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MSU, Michigan matchup features different styles

December 31, 2010

Mississippi State offensive tackle Derek Sherrod (79) clears a path for quarterback Chris Relf during a game earlier this season. (Kim Murrell/SDN)

JACKSONVILLE, Fla. – The attitude for this Mississippi State squad is one game does not make a season but it could complete it.
Mississippi State (8-4) is hoping its first the program’s first appearance in a New Year’s Day bowl since the 1999 Cotton will translate into a memorable finish to the 2010 campaign.
"It's important that I go out a winner like I came here as, which was a winner," senior defensive end Pernell McPhee said. "I want to leave my teammates with a smile on their face. It's my last game of college football and a lot of my friends and family get to watch. So I'm going to try out and have fun for them."
State’s first bowl game since 2007 will be a 2011 Gator Bowl matchup (12:30 p.m., ESPN2) today with Michigan (7-5), college football’s all-time leader in wins, at the home field of the National Football League’s Jacksonville Jaguars.
“The opportunity to go to such a great game that I’ve watched my whole life on New Year’s Day is what makes the bowl system so great,” Mullen said. “To get a premier matchup is a special, special bowl.”
While MSU athletic director Scott Stricklin has already stated the experience of the program’s first bowl game in Florida since the 1941 Southeastern Conference Championship team traveled to the Orange Bowl has been memorable even before kickoff.
“I would look at other schools outside the state as a kid and it seems like they were in New Year’s Day bowl games every year,” Stricklin said. “We talked about creating great experiences and that’s our job. Obviously, for our fans and alumni winning would be the best experience of them all.”
Mississippi State’s Gator Bowl berth is the first for a Southeastern Conference member since 1994, and will mark the first time in MSU history the Bulldogs will play a Big Ten foe in a postseason game.
State has only played three Big Ten opponents in school history, with the last contest coming against Illinois in 1980.
“This is a great reward for our players and coaches that worked so hard all year,” Mullen said. “We earned this trip with the way we fought throughout the season and we’re grateful to the Gator Bowl Association and the City of Jacksonville for this opportunity to play in a historic New Year’s Day Bowl.”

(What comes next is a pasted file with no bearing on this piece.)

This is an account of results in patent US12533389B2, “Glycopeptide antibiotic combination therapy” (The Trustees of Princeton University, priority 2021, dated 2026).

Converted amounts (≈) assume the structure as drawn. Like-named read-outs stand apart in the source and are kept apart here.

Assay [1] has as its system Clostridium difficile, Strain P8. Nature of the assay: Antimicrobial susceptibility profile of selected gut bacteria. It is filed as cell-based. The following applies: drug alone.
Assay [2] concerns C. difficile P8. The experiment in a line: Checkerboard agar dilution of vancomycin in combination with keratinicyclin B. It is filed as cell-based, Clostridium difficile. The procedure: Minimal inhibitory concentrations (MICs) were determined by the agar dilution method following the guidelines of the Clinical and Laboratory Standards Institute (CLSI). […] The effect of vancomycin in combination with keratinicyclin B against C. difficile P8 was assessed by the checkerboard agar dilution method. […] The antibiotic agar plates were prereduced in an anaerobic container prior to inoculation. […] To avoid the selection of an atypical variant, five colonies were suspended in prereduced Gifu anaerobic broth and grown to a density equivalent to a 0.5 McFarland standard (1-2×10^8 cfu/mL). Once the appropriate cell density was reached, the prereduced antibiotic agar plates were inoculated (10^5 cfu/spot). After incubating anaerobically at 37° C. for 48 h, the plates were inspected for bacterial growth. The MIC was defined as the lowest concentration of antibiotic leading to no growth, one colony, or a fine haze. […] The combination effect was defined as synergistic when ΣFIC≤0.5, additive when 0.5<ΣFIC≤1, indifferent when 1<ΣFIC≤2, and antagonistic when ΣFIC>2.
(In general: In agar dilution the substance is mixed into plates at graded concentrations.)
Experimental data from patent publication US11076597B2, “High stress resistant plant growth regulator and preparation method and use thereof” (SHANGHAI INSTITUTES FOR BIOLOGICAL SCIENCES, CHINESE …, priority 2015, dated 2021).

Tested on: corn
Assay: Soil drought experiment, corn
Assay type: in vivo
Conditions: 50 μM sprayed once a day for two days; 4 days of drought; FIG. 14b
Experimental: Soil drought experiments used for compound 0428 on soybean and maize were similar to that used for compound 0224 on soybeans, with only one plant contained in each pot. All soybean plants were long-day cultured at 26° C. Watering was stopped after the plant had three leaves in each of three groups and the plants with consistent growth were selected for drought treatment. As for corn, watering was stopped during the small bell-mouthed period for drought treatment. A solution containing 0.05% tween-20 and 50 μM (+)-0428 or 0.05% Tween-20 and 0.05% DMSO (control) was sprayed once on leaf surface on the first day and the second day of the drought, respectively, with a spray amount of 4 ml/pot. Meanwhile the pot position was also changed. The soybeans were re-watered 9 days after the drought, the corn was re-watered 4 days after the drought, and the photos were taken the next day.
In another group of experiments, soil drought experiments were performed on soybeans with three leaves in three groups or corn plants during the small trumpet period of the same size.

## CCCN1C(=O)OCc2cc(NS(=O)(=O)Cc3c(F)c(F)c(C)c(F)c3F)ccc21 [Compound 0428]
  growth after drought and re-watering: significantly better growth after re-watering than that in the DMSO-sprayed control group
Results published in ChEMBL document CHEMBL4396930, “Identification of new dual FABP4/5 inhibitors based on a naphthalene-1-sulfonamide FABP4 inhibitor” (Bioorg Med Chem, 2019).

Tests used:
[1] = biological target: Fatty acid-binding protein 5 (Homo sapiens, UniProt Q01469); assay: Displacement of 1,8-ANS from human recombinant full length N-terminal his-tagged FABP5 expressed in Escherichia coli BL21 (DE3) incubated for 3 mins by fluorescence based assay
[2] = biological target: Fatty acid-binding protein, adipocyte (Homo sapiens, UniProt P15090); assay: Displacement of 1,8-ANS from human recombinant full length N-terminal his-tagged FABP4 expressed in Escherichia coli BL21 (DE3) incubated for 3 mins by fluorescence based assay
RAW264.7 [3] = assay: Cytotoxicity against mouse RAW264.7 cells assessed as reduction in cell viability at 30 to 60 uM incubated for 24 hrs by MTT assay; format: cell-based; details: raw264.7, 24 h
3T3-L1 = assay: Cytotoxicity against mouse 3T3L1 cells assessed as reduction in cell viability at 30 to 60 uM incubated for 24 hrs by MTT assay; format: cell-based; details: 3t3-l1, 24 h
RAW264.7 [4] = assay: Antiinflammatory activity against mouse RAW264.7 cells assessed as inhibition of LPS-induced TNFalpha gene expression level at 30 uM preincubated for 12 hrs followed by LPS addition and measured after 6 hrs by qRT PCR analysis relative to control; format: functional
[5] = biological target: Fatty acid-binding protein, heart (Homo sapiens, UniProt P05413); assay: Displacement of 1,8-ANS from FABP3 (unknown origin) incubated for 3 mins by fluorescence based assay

Both teams may run version’s of the spread offense but the philosophical differences of the two systems couldn’t be more contrasting.
While finding humor in the notion of MSU is more of the 3 yards and a cloud of dust stereotype, Mullen did agree that his offensive rushing attack compares to what Michigan has looked to do in the past.
“Yeah, they’re a high-powered, explosive spread-the-field offense and we kinda like to grind out up front on both sides of the ball,” Mullen said. “Maybe it’s just a sign of the times right now. It should make for a fun matchup.”
Michigan will look to feature the high-powered explosiveness of quarterback Denard Robinson.
Robinson ran for 136.9 yards per game and 14 touchdowns for the Wolverines, who averaged 34.3 points per game. He topped 100 yards rushing in nine of 12 games and topped the 200-yard mark twice.
“I mean he’s the first quarterback to throw for 1,500 yards and run for 1,500 yards so I guess his stats speak for itself,” MSU sophomore defensive back Corey Broomfield said.
In another bout of irony, the coaching situations couldn’t be any more different leading up to kickoff as well.
According to reports from the Detroit Free Press, Rodriguez’s fate of holding on to his job as the leader of the Wolverines football program lies completely in the hands of athletic director Dave Brandon.
Brandon, who was previously chairman of the board, chief executive officer, and manager of Domino’s Pizza, has said publicly his timetable for evaluating Rodriguez remains after the final game — the Jan. 1 Gator Bowl — and will not make any decisions before that contest is played despite the negative effect it could have on future recruiting for the football program.
During an end-of-the-season football banquet, that was described by many news outlets as awkward and strange, Rodriguez cried, quoted the Bible along with Josh Groban, and then played a song from the musician.
“My name is Rich Rodriguez. I’m honored to be the head coach at the University of Michigan,” the Wolverines third-year head coach said. “I hope you realize I truly want to be a Michigan man.”
Mullen on the other hand has his future already secured in a four-year agreement that will pay him $10.6 million dollars over that period.
“I know we’re very happy, my wife and I, to be staying here hopefully for a long time to come,” Mullen said. “Really excited with the direction of the program is going. Everybody is on the same page and we see a great future at Mississippi State.”

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